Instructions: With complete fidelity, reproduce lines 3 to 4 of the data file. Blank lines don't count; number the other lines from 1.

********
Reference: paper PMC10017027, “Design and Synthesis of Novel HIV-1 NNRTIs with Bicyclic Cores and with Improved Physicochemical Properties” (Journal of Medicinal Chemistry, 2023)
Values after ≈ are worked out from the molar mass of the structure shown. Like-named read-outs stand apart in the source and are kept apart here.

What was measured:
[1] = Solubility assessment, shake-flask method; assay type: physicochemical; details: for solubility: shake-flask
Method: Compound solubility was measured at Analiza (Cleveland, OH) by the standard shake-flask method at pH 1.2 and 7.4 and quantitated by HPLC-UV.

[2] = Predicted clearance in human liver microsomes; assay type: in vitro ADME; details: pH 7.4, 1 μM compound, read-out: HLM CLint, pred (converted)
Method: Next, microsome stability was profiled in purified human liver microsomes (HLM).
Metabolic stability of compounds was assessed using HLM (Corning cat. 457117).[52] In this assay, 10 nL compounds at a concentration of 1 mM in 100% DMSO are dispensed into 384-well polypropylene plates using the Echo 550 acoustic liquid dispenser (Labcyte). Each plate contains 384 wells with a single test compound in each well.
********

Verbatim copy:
What was measured:
[1] = Solubility assessment, shake-flask method; assay type: physicochemical; details: for solubility: shake-flask